A3.6.2.3. Noncrystallographic methods

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The IUCr-sponsored development of data dictionaries has been focused exclusively on crystallographic methods. As the repository for all three-dimensional macromolecular structure data, the PDB accepts structures determined using noncrystallographic techniques such as NMR and cryo-electron microscopy. The description of noncrystallographic methods is beyond the remit of the IUCr, so the PDB has worked with the NMR and cryo-electron microscopy communities to develop data dictionaries that describe these techniques within the mmCIF framework.


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The PDB exchange dictionary includes a description of NMR sample preparation, structure solution methodology, refinement and refinement metrics. These extensions were developed in collaboration with the BioMagResBank (BMRB; Ulrich et al., 1989[link]). The BMRB is the archive for experimental NMR data for biological macromolecules and has played an active role in the development of the mmCIF data dictionary. In selecting a format for archiving NMR data, the BMRB opted to use the STAR syntax (Hall, 1991[link]) rather than the more restrictive CIF syntax. Despite this difference in syntax, the conceptual representation of macromolecular structure in the NMR dictionary (NMRStar) has remained semantically very close to the mmCIF representation. This has facilitated the exchange of data and dictionaries between the BMRB and the PDB, the sharing of software tools, and the development of a common platform for depositing data.

A3. Cryo-electron microscopy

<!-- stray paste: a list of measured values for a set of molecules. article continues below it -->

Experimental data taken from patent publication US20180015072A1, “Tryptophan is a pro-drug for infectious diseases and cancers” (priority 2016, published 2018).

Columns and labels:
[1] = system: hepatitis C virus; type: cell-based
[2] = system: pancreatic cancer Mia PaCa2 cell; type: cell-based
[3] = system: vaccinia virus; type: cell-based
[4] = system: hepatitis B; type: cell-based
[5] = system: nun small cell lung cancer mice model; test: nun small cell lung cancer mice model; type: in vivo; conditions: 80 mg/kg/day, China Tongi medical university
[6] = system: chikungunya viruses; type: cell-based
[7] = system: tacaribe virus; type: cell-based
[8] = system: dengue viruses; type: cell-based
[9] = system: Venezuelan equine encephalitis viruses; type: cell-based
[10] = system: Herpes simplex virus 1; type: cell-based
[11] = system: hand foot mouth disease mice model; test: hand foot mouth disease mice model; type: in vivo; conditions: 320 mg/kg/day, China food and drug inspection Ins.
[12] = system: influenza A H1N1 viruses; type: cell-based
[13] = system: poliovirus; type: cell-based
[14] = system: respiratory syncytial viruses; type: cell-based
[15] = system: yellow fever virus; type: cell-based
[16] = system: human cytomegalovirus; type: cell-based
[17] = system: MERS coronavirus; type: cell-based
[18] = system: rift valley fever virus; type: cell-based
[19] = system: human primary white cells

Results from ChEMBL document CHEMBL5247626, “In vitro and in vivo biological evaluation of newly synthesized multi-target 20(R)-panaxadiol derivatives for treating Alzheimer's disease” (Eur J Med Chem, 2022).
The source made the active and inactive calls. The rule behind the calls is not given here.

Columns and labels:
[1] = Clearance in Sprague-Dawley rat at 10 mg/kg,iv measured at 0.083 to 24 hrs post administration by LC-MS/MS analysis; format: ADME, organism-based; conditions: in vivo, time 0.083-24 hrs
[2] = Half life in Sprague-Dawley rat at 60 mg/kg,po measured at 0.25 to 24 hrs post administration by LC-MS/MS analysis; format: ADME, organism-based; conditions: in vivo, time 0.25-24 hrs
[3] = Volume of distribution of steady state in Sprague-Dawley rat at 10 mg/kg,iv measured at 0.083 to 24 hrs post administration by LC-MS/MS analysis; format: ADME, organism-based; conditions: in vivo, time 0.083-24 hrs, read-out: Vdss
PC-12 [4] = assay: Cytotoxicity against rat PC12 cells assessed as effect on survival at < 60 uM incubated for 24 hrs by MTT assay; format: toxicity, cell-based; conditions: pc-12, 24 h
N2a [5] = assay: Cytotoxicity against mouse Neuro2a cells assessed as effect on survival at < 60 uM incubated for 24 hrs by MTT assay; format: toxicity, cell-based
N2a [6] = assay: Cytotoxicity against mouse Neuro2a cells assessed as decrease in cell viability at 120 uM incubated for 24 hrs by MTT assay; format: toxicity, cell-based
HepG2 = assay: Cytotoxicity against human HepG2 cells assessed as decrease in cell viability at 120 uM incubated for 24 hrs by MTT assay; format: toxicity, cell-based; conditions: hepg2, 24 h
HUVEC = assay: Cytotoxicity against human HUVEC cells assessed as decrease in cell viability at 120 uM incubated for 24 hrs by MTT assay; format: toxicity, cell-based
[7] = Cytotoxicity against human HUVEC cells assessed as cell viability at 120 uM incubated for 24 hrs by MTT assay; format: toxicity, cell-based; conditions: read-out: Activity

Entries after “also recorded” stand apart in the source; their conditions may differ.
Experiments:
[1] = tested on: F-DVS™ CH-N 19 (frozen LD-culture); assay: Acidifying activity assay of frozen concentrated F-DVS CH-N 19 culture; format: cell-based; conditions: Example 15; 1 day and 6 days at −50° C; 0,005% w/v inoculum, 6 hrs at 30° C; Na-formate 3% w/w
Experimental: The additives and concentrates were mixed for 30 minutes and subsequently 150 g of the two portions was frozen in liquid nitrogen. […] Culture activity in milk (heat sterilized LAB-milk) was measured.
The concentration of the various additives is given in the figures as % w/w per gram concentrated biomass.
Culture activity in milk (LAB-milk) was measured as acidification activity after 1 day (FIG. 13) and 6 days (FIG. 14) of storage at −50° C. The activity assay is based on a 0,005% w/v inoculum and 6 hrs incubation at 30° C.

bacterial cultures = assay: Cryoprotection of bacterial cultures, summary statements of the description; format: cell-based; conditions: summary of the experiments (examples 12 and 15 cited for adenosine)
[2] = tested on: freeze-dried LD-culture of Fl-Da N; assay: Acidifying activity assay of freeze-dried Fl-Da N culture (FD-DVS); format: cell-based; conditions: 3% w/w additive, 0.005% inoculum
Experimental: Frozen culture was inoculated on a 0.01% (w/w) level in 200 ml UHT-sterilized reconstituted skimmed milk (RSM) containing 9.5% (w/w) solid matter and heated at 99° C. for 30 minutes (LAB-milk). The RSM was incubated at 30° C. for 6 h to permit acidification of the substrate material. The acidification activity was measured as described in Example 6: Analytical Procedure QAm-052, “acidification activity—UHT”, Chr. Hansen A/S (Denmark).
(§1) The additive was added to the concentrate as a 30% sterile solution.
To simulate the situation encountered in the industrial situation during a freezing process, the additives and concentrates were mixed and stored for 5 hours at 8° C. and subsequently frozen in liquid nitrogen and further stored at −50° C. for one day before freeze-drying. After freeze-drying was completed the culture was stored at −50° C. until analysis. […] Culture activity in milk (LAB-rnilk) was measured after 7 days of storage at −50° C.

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Cryo-electron microscopy (as a technique for the determination of the structure of large molecular assemblies) is also described in the PDB exchange dictionary. The data extensions for cryo-electron microscopy include a description of the sample preparation, raw volume data (Henrick et al., 2003[link]), structure solution and refinement. These extensions have a prefix of em_ ( ).

A3. Protein production

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The International Task Force on Deposition, Archiving, and Curation of Primary Information for Structural Genomics (Section A3.6.2.2[link]) has also provided recommendations for the deposition of information about protein production. These recommendations are summarized at . These data extensions have been used as the foundation for the Protein Expression Purification and Crystallization database (PEPCdb, ) and for the protein production process model developed to support the Structural Proteomics in Europe initiative (SPINE; ).

A3.6.2.4. Supporting software

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The RCSB/PDB has developed a set of software tools which support the PDB exchange dictionary framework (Chapter 5.5[link] ). These include PDB_EXTRACT, a tool to extract data from the output files of structure determination applications; ADIT, a web-based editor for data files based on the PDB exchange dictionary; and CIFTr, a translator from mmCIF to PDB format. These applications and other supporting utilities can be downloaded from .


Berman, H. M. (2001). Chair. Report of the task force on the deposition, archiving, and curation of the primary information. Task Force Reports from the Second International Structural Genomics Meeting, Airlie, Virginia, USA. .
Berman, H. M., Henrick, K. & Nakamura, H. (2003). Announcing the worldwide Protein Data Bank. Nature Struct. Biol. 10, 980.
Berman, H. M., Westbrook, J., Feng, Z., Gilliland, G., Bhat, T. N., Weissig, H., Shindyalov, I. N. & Bourne, P. E. (2000). The Protein Data Bank. Nucleic Acids Res. 28, 235–242.
Hall, S. R. (1991). The STAR file: a new format for electronic data transfer and archiving. J. Chem. Inf. Comput. Sci. 31, 326–333.
Henrick, K., Newman, R., Tagari, M. & Chagoyen, M. (2003). EMDep: a web-based system for the deposition and validation of high-resolution electron microscopy macromolecular structural information. J. Struct. Biol. 144, 228–237.
Ulrich, E. L., Markley, J. L. & Kyogoku, Y. (1989). Creation of a nuclear magnetic resonance data repository and literature database. Protein Seq. Data Anal. 2, 23–37.